The passage and signing into law of the Pension Protection Act of 2006, which is aimed at pushing companies to shore up their pension plans and ensure workers get their promised retirement benefits–a move that many have hailed as the most comprehensive reform of the American pension system in decades–has once again underscored the continued decline in traditional pensions and the rise in defined-contribution plans as the way of the future.
The new law comes just weeks after a joint conference held by the Employee Benefit Research Institute (EBRI) and the American Association of Retired Persons (AARP), which concluded that the ultimate demise of private-sector defined benefit pensions is now a foregone conclusion.
“In 1960, the traditional defined pension plans covered 23 million individuals, about half of all the private sector workers in the United States,” the EBRI said in a statement. “But in the final years of the 20th century, the trend reversed and by 2006, the decline was dramatic, with employers either freezing or dropping their traditional defined plans.”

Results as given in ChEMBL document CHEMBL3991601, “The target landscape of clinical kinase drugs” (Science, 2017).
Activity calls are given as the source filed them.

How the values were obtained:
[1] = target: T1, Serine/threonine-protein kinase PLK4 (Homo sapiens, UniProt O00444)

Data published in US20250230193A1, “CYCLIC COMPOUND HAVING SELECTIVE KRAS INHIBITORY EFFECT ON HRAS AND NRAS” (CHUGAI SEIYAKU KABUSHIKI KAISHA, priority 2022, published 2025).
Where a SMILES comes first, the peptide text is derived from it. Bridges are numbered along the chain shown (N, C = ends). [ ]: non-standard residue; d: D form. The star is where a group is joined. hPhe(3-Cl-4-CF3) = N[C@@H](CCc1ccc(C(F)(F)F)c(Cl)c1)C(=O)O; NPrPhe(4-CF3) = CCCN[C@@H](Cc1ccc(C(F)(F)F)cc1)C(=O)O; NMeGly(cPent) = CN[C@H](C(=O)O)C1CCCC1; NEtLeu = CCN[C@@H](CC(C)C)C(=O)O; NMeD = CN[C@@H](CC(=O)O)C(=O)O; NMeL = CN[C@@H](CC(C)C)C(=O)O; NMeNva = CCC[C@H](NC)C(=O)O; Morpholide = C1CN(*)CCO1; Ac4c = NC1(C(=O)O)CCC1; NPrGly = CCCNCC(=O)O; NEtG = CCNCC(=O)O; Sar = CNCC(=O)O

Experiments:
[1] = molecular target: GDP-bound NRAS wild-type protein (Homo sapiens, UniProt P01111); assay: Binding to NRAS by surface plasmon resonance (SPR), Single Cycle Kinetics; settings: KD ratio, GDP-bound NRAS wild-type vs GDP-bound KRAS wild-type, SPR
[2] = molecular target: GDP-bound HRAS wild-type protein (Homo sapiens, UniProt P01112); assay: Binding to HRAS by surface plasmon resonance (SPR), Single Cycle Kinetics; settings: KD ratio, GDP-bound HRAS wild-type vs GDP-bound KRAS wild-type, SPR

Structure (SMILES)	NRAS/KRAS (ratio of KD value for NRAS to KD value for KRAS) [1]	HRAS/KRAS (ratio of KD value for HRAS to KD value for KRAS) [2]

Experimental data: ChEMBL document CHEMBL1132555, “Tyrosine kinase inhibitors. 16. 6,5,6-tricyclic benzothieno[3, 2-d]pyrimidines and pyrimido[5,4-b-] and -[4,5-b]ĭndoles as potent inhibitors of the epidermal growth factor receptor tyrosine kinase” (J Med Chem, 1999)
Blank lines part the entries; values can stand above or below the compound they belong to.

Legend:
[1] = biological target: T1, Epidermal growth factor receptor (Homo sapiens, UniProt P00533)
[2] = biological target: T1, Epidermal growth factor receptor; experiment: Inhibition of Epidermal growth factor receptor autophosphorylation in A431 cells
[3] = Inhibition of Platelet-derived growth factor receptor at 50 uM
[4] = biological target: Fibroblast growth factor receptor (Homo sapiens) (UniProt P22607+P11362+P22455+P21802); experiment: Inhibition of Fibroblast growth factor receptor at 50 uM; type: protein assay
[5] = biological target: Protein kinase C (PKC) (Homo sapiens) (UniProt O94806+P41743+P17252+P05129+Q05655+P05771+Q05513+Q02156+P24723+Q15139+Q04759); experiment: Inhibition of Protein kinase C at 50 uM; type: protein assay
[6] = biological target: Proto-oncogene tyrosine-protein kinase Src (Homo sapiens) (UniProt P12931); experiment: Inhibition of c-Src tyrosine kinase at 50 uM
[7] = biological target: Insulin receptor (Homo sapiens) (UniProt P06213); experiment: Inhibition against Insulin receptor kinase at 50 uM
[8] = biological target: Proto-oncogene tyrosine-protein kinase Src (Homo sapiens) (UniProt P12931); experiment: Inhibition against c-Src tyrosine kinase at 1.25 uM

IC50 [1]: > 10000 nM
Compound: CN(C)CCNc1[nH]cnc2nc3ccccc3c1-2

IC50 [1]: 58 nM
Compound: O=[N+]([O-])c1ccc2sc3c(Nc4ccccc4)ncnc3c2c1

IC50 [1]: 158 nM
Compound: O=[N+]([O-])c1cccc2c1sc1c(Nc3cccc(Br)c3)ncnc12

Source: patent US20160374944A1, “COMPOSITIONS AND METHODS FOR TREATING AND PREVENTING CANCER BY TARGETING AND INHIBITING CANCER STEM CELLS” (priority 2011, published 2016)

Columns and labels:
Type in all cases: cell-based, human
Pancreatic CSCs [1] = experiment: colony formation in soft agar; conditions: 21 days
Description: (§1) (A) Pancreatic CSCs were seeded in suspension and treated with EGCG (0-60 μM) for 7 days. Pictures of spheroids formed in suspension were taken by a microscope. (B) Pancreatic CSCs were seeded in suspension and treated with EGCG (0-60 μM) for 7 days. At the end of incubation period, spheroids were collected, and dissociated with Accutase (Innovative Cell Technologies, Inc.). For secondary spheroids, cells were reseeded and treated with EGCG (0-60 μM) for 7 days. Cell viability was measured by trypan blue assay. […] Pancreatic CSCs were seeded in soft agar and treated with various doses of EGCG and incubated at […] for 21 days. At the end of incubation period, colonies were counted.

Defined benefit plans have become too costly for both public and private sector entities in the U.S., the EBRI states, but at the same time, the defined contribution scheme has yet to gain enough ground to become truly meaningful. As defined benefit plans disappear, then, there is a concurrent need for design changes to 401(k) plans, as well as an understanding by individuals, their employers and the authorities that there is now a greater onus upon individuals to plan for their own health and retirement expenses. This shift away from the long-standing “social compact” between workers, their employers and the government, is actually only just beginning.